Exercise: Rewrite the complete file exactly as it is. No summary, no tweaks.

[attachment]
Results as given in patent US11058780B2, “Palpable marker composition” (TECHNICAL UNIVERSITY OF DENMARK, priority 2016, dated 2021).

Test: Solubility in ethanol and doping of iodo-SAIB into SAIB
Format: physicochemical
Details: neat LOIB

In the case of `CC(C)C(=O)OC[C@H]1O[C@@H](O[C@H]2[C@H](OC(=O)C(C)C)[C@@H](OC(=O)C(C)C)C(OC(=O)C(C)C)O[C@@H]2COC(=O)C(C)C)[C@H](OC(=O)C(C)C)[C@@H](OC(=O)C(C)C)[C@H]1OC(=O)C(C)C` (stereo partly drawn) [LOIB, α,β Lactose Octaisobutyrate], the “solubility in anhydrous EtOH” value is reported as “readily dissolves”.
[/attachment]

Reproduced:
Results as given in patent US11058780B2, “Palpable marker composition” (TECHNICAL UNIVERSITY OF DENMARK, priority 2016, dated 2021).

Test: Solubility in ethanol and doping of iodo-SAIB into SAIB
Format: physicochemical
Details: neat LOIB

In the case of `CC(C)C(=O)OC[C@H]1O[C@@H](O[C@H]2[C@H](OC(=O)C(C)C)[C@@H](OC(=O)C(C)C)C(OC(=O)C(C)C)O[C@@H]2COC(=O)C(C)C)[C@H](OC(=O)C(C)C)[C@@H](OC(=O)C(C)C)[C@H]1OC(=O)C(C)C` (stereo partly drawn) [LOIB, α,β Lactose Octaisobutyrate], the “solubility in anhydrous EtOH” value is reported as “readily dissolves”.